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I'm learning about serialization in C# and I have the basics down, but now I am trying something a little more complicated and I'm looking for some pointers on best practice (I can achieve what I want, I just want to know the 'right'/easiest/least code/most robust method of doing it).

I have a racing track which is made up of sections. Each section type inherits from a common TrackSection class. The TrackSection class holds a lot of data on geometry and other things that I don't want to save out and it needs some context information when the constructor is called, so I have implemented the ISerializable interface and provided my own methods to handle (de)serialization. The classes that inherit from TrackSection are a lot simpler, and I would be happy for all their fields to be serialized automatically, but I assume that since the base class is ISerializable they probably need to do it manually as well (I have added the deserialization constructor and call the base class's deserialization constructor in each). When it comes to serializing though I'm not sure what to do, I would have expected ISerializable's GetObjectData() method to be virtual so I could extend the serialization in sub-classes. Do I simply need to implement my own virtual method that is called from the base class's GetObjectData(), or am I going about this all wrong?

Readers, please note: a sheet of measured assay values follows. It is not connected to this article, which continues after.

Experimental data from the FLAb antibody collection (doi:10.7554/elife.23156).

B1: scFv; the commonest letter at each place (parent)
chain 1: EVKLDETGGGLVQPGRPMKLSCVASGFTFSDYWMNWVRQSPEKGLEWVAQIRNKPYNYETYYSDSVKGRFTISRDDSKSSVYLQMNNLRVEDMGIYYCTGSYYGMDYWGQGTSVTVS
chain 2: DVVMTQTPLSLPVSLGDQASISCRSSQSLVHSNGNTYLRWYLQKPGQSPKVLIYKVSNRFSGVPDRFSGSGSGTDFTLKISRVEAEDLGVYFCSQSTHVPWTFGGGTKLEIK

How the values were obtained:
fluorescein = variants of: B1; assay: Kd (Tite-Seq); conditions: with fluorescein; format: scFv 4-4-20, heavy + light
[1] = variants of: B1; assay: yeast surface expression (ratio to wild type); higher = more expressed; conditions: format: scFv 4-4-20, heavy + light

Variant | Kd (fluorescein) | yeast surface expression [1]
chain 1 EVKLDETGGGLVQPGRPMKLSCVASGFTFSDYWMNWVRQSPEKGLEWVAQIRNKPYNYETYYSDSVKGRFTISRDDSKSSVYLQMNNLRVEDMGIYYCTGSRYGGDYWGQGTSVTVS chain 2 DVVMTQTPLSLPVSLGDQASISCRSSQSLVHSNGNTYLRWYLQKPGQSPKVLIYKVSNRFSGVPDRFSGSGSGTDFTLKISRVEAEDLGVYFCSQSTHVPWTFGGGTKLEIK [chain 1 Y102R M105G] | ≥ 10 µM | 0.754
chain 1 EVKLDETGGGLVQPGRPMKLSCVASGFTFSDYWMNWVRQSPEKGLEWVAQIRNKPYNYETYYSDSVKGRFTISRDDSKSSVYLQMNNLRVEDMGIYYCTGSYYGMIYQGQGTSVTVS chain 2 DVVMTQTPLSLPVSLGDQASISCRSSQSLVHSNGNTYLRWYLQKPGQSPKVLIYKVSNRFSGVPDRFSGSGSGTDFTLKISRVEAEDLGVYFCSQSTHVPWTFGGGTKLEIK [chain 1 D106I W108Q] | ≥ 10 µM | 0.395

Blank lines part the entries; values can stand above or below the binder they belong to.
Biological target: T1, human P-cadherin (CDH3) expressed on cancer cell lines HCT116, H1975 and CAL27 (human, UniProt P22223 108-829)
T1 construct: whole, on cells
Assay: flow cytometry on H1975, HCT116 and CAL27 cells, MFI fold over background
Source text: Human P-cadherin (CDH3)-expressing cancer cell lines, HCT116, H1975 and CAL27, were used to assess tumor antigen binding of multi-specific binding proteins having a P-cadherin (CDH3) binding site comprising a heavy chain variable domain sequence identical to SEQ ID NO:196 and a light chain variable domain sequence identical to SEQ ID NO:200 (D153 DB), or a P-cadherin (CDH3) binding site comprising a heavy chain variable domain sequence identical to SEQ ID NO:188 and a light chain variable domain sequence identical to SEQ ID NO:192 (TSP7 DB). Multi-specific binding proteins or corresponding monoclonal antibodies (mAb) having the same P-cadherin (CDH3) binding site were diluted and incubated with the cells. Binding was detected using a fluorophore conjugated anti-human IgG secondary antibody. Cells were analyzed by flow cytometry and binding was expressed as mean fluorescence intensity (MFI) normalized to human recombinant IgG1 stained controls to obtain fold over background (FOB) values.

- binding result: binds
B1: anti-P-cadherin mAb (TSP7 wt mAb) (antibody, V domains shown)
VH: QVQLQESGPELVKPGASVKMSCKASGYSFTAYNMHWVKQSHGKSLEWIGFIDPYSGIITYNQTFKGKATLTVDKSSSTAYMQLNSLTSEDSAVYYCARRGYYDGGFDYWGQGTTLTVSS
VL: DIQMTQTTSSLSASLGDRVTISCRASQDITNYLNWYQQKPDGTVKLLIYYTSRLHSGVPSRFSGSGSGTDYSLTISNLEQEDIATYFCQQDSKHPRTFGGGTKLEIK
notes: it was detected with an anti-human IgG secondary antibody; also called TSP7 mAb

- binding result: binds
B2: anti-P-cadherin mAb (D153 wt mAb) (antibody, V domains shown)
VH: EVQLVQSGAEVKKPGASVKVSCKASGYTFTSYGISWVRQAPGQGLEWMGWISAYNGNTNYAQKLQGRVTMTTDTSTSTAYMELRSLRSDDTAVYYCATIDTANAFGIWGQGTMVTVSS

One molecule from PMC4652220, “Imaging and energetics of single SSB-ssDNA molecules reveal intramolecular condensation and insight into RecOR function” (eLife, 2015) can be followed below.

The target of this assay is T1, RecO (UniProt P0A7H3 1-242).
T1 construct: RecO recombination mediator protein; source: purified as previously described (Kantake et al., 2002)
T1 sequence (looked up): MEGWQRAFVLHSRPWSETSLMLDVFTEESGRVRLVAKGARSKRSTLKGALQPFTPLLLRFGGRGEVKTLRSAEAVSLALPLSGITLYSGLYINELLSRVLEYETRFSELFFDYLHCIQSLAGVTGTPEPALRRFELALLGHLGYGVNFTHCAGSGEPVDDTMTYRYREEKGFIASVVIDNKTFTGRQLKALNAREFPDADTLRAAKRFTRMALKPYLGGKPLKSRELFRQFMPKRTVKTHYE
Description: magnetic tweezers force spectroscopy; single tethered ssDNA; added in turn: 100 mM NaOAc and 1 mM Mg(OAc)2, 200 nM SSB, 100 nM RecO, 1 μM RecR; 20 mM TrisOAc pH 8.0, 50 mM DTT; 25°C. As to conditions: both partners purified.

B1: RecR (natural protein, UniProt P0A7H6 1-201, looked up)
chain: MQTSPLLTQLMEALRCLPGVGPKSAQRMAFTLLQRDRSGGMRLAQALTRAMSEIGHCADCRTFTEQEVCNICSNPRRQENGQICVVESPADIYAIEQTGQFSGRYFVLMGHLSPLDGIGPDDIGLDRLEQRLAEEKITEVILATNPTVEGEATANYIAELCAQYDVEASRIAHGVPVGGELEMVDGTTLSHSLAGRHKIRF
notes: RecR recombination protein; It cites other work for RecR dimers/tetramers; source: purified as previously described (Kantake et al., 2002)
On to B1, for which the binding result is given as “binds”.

As I say, I have it working but any better solution or any general tips about what I'm doing would be much appreciated, as I can't help but feel my solution is a little more complicated than it needs to be. Thanks.

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Bit of a special moment there, of course I can just mark the GetObjectData() method as virtual in the base class... – Byker Dave Sep 22 '10 at 15:07

Unless you're doing something where you need to implement ISerializable, you could, instead just mark the class with the Serializable attribute and mark the fields that you don't want serialized as NonSerialized

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I had considered that, but my constructor requires some context information and I wasn't sure how to do that without the custom methods (other than maybe a static class that stores the context information, but that wouldn't be thread safe). – Byker Dave Sep 24 '10 at 8:34

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